So, this is gonna be a tech-based entry, as opposed to my usual personal entries. You’ve been warned.
I saw a youtube commercial that I thought was kind of cute:
Something my generation seems to like is nostalgia, and this commercial hits every nostalgia nail square in the head. Very well done. If they had an Etsy store, they’d be raking in the sales right now. Problem is, though, this isn’t the way technology works, or how people interact with technology.
Most people acknowledge that technology, nowadays, does things they don’t fully understand. This goes with “tech” people like myself as well. Like, I have no idea how a printer works. No idea whatsoever. I mean, ok, I know it’s not telepathy or magic, but is it sending a document with embedded fonts with an accompanying string of text, or is it sending a direct bitmap of everything? Or can it do both? If it can do both, which one comes out looking nicer? Anyways, point is, I have very little understanding of these devices, and there are many people with way less.
Compare this to something like a sandwich or a t-shirt. You know how a t-shirt works. You know what things you would use it for and what makes a good one. All things being equal, after you’ve found your minimum level of comfortable material, color, size, etc, you’ll go for the one that makes you ‘feel good’ about buying it. This is why marketing works for a t-shirt or sandwich: you know enough about them to be able to afford buying them for ‘good feelings’ because they’ve already made the grade for your minimally acceptable product.
Again, technology doesn’t work this way. If I want a new printer, I’ll go ask someone who knows a lot about printers. You could make a printer shaped like my childhood and decorate it with astronaut cake, but if my friends tell me that basically it’ll shred every fourth document you print, I won’t get it.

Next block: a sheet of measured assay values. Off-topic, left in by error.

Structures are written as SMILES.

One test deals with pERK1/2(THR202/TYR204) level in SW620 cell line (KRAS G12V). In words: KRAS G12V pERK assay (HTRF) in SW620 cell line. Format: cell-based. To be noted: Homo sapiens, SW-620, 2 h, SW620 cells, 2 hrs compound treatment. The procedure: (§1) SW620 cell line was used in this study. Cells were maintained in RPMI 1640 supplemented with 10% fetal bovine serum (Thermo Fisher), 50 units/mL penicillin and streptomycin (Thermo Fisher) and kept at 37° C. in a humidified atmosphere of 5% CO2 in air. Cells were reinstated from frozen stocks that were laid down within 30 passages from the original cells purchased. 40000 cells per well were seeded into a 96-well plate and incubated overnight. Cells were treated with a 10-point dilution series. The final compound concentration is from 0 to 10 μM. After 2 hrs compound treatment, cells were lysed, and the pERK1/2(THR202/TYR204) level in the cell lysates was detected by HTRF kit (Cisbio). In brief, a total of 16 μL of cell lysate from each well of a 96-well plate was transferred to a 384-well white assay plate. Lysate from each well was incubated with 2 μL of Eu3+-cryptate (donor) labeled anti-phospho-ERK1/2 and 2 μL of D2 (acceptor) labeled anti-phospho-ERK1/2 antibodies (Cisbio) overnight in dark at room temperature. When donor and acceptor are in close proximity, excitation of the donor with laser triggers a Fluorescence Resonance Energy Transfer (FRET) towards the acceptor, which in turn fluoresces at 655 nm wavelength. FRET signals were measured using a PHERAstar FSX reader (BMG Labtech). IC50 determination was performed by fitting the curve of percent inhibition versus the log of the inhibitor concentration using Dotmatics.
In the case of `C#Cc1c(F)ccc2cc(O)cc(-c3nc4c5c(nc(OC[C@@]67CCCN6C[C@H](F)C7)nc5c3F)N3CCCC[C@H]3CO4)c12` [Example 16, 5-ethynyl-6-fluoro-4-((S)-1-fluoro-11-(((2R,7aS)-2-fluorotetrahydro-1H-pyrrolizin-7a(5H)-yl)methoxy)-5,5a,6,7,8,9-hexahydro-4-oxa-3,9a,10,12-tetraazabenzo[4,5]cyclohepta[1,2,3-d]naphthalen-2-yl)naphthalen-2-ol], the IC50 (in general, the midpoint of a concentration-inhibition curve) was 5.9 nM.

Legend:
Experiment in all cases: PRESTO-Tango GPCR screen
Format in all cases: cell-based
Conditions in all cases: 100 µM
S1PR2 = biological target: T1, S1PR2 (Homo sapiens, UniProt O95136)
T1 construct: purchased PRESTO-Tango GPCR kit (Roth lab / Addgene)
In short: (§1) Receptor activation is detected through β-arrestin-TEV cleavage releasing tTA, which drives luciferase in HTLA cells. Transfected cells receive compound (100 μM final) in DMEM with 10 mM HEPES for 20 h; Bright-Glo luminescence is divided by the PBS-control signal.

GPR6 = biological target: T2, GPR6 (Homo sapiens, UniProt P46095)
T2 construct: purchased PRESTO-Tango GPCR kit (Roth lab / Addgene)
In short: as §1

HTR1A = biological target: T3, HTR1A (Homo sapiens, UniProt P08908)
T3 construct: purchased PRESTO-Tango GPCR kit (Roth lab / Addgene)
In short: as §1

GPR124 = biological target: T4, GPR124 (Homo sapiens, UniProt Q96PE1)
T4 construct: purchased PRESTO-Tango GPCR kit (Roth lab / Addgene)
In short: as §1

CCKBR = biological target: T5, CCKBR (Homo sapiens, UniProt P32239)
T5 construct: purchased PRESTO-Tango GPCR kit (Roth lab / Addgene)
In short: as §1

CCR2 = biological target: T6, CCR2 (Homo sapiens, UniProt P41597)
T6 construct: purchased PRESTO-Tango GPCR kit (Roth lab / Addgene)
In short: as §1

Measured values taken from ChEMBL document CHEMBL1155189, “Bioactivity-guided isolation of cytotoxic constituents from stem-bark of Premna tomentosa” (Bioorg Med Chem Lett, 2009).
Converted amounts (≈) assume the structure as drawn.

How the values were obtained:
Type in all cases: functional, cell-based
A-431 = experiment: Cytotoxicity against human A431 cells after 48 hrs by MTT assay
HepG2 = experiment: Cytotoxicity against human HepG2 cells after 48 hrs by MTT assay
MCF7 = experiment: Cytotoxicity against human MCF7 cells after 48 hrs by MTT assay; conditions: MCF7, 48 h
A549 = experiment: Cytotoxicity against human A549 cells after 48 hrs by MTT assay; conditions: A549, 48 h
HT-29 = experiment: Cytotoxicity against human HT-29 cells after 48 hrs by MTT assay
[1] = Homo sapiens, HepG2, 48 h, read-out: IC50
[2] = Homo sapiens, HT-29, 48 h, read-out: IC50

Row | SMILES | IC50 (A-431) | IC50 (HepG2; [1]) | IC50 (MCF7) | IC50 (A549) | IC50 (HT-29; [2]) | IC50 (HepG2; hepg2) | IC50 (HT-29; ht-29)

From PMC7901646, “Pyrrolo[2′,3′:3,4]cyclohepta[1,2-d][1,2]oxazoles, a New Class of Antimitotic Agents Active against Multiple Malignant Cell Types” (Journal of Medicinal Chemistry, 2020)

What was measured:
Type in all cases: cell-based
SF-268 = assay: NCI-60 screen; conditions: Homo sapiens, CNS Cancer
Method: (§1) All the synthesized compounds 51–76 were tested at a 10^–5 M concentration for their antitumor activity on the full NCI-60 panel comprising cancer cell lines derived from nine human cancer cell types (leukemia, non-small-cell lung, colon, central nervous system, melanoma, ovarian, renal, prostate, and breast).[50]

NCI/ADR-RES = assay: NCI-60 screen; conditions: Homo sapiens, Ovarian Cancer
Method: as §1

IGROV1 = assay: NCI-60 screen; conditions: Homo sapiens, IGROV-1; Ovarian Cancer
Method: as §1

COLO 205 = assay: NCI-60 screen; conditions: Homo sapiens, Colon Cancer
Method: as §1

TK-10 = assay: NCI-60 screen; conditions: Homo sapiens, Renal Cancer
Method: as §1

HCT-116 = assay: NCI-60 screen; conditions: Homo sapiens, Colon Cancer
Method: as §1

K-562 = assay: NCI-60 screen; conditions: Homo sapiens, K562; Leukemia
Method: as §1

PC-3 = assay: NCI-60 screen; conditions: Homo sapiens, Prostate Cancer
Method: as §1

You can’t wow the general public into getting something like a web browser. Everyone that switched away from IE did so because someone like me came over to their house one day and said “trust me, I work in the Internet, this is good for you” and installed Firefox. Everyone that switched over to Mac after OS X did so when their tech friends informed them “No, Mac doesn’t suck anymore.”
I guess my point is, generalized marketing on feel-good-feelings only works if your audience is already an expert in the product, and has already decided your product is minimally-sufficient for their needs. If it’s not, you should focus on making them experts or addressing those needs to people who are experts before going with the feel-good-feelings.
So I won’t be trying it out based on the fact that they mentioned things I was around about a decade ago…unless, of course, some of my Internet brethren and sistren tell me it’s worthwhile 🙂